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Headlines on German report unfair to Pope Benedict 

It isn’t easy to defend a Catholic priest or bishop from an accusation of wrongdoing when it comes to the abuse of children. The assumption in the public eye is of guilt no sooner than the words are put together in a stream of thought let alone written in a 1900-page report in German.

The proof of this has been the reaction in the English speaking press over the last five days since an investigation into sexual abuse of minors in the Munich Archdiocese released . Every news report that can be found reads almost verbatim – indicating that no one reporting on the report has actually went to the trouble of reading the primary source but relied on the contents of press releases from the authors to formulate a news story.

None of this should come as a surprise. In Ireland, this is common practice when detailed reports are released. The headline summaries are all that are read and little of the content delved into unless there is the possibility of additional grist for the mill.

The take-aways from the Munich Report focus on one aspect of it: Pope Benedict XVI, who as Archbishop, is accused of failing to act in four cases of alleged sexual abuse of minors. Three weeks ago, The Irish Times reported on the leaked report accusing Pope Benedict of clerical abuse cover-up. In the interests of fairness, this was before the report was released and it is likely that they were only working from snippets when creating the headline.

Later, the Irish Times headlined that Pope Benedict ‘admits to false clerical sex-abuse testimony’. Patsy McGarry goes on the offensive, with the headline with ‘Hypocrisy of Benedict is writ large in 2010 letter to Irish Catholics’.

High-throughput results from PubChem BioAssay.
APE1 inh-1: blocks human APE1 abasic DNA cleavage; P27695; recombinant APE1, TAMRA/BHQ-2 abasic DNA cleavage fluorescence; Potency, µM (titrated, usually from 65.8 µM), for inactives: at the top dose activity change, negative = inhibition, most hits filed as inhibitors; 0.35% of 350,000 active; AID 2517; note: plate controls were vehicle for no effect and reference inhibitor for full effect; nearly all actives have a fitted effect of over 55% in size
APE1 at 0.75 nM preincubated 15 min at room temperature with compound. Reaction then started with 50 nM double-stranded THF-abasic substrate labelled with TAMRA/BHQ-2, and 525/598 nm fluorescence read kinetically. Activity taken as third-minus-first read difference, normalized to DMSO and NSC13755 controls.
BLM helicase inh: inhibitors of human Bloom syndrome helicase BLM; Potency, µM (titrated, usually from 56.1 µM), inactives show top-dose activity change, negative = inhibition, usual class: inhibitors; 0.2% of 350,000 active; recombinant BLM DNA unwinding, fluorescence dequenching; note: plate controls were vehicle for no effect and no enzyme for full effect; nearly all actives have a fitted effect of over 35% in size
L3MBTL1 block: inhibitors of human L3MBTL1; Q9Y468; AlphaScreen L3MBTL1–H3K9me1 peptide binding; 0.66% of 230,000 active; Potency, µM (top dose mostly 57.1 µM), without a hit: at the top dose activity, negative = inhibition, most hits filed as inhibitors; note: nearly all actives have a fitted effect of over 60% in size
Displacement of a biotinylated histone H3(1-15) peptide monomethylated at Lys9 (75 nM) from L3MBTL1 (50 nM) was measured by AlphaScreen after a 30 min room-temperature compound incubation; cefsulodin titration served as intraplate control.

The objective is clearly to present a particular interpretation of the report from Munich. The impression given is that Pope Benedict XVI has been found in a court of law of covering up sex-abuse during his time in Munich.

Nothing so clearcut is written in the report and nothing even close to approaching such an interpretation is presented – to the best of my understanding.

Unlike others, I admit I have not read the 1,900-page report and I do not speak German in order to do so. So, I rely on second-hand information and a closer examination of the details from different sources.

As things stand, it is important to remember that these accusations are from 1977 to 1982 – a period 40 to 45 years ago.

The Pope Emeritus is now 94 years of age. He seems to retain a very sharp mind and has been able to put together an 82-page response to the accusations that were put his way but at that age, having to deal with such a heavy report or process cannot be an easy task.

An error about his attendance at a particular meeting, 45 years ago, has been presented as an additional cover-up. He has apologised for that error and as of yet, has not responded to the 1,900-page report. No doubt it is not easy for a 94-year-old man to read such a lengthy report – an excuse most journalists are not able to rely on in their simplistic reporting. But he is trying.

One of the authors of the report has stated that the Pope Emeritus was defensive in his engagement with the process, and that 82 page response is restricted to ‘the juristic, testimonial and canonical aspects’ and lacks ‘awareness that this was also about a human side’ – a strange, subjective, accertion at someone who is defending themselves from very serious accusations.